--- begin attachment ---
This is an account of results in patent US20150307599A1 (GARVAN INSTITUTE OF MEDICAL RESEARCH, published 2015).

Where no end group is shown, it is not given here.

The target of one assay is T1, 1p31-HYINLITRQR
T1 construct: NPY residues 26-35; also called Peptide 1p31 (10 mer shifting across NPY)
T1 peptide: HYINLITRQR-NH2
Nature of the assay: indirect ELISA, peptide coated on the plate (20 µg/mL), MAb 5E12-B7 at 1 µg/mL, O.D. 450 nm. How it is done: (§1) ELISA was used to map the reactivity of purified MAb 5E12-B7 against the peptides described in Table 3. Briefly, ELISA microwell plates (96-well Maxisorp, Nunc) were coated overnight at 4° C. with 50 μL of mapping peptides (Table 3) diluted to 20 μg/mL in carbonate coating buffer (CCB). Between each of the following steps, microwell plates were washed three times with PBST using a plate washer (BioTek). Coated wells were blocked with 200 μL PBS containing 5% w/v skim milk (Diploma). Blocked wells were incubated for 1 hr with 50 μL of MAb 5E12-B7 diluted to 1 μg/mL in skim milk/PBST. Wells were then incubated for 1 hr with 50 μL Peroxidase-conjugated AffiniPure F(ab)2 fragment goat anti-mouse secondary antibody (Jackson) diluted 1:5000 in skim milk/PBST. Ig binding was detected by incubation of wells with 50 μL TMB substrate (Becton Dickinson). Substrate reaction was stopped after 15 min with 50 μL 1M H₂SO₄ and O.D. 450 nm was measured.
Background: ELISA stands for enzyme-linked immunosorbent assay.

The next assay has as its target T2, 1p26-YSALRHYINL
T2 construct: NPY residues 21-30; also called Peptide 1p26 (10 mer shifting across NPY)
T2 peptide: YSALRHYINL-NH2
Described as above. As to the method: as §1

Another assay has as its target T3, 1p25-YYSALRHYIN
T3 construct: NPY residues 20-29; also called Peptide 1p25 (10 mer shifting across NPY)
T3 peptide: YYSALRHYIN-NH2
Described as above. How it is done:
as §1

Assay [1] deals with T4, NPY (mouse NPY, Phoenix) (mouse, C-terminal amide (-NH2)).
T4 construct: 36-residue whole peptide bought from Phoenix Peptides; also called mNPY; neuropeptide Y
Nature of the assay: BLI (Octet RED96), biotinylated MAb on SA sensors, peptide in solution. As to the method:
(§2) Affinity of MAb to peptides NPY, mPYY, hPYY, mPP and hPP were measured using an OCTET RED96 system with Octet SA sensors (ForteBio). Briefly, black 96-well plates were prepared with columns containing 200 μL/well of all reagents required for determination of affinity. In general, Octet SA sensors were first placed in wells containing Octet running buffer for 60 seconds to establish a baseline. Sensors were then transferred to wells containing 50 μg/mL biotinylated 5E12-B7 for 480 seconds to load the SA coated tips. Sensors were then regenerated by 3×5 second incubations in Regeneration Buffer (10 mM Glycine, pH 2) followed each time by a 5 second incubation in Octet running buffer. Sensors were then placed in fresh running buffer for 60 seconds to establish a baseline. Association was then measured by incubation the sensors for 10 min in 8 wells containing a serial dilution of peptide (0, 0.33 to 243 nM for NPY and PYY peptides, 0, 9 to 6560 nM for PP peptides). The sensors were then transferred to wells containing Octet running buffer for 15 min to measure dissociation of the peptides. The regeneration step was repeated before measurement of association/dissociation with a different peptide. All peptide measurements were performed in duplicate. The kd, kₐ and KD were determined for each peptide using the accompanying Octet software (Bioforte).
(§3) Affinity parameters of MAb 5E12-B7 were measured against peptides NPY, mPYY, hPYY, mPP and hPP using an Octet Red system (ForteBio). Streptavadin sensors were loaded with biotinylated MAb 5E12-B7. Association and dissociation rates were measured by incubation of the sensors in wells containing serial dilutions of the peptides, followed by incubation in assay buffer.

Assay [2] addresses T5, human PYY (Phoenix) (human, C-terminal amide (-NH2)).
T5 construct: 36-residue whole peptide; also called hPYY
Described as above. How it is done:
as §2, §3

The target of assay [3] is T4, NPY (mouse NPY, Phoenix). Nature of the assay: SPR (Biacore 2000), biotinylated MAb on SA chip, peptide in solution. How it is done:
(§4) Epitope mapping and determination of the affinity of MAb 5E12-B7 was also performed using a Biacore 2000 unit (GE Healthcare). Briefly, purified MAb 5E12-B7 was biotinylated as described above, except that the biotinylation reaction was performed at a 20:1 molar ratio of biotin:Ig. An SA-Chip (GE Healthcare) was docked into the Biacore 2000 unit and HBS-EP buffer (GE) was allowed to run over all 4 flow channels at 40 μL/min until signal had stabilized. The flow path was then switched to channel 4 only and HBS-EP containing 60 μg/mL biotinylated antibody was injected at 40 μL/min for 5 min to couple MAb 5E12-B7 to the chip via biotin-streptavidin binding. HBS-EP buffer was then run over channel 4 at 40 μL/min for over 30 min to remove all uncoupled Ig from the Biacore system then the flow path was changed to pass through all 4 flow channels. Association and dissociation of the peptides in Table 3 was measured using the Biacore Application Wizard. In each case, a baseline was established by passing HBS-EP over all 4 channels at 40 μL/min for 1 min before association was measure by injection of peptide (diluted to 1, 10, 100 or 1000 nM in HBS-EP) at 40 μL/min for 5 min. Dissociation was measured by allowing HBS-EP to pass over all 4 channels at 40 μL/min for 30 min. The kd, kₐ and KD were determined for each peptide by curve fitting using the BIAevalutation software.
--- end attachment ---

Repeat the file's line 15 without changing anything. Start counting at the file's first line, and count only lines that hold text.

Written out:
Described as above. How it is done: